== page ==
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A member of the Muslim Brotherhood and supporter of ousted Egyptian President Mohamed Mursi shouts slogans against the military and interior ministry with his poster while gesturing with four fingers, in front of Al Rayyan mosque after Friday prayers in the southern suburb of Maadi, on the outskirts of Cairo December 27, 2013. Egyptian police arrested dozens more Muslim Brotherhood supporters and deployed across Cairo before Friday prayers, as the government anticipated further protests from the Islamist movement despite having clamped down on dissent. The poster reads "Mursi is the Arab World's Mandela." The "Rabaa" four fingers gesture is in reference to the police clearing of the Rabaa al-Adawiya protest camp on August 14.
A member of the Muslim Brotherhood and supporter of ousted Egyptian President Mohamed Mursi shouts slogans against the military and interior ministry with his poster while gesturing with four fingers, in front of Al Rayyan mosque after Friday prayers in the southern suburb of Maadi, on the outskirts of Cairo December 27, 2013. Egyptian police arrested dozens more Muslim Brotherhood supporters and deployed across Cairo before Friday prayers, as the government anticipated further protests from the Islamist movement despite having clamped down on dissent. The poster reads "Mursi is the Arab World's Mandela." The "Rabaa" four fingers gesture is in reference to the police clearing of the Rabaa al-Adawiya protest camp on August 14.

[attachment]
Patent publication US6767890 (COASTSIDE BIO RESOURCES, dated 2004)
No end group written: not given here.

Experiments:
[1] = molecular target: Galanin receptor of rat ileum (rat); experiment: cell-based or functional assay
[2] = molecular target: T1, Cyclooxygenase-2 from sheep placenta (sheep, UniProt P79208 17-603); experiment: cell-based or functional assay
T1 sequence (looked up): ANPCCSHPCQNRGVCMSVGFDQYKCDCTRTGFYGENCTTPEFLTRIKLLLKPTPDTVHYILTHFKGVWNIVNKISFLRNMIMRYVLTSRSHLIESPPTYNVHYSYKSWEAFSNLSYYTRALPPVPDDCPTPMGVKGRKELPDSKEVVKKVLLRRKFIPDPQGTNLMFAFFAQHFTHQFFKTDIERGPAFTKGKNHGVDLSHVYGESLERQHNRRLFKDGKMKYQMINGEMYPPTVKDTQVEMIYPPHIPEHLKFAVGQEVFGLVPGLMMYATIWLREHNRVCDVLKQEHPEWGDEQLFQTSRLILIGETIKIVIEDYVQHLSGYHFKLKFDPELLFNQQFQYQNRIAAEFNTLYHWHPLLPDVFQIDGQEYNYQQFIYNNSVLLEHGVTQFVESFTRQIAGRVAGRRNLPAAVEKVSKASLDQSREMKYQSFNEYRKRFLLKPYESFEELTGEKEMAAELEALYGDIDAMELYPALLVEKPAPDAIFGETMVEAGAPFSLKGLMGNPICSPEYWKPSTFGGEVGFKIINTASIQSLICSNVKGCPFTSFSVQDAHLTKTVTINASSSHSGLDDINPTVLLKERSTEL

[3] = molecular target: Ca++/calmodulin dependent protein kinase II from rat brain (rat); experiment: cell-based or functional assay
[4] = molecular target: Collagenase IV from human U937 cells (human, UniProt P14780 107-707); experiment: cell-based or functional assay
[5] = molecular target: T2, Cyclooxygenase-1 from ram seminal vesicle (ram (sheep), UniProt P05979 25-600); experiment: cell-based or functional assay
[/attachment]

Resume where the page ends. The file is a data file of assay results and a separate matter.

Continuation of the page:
(AMR ABDALLAH DALSH/REUTERS)

Nervana Mahmoud

Why Egypt outlawed the Muslim Brotherhood: Distraction, calculation

The designation of the Muslim Brotherhood as a terrorist organization by the Egyptian military government is the most recent example of a growing political agitation in Egypt, a new climax of an ongoing crisis that has shattered Egyptian society and its political establishment.

For months, since the ousting of president Mohamed Morsi in July, there has been an open confrontation between his Brotherhood and the military-backed interim leadership. Both claim legitimacy; the Brotherhood claims electoral legitimacy and the interim government claims popular legitimacy after the June 30 uprising against Mr. Morsi. The outlawing of the Brotherhood is a bold move, albeit a risky one, by the interim government to assert its authority as the representative of the people of Egypt against a defiant group that still thinks it has the means and ability to challenge the state.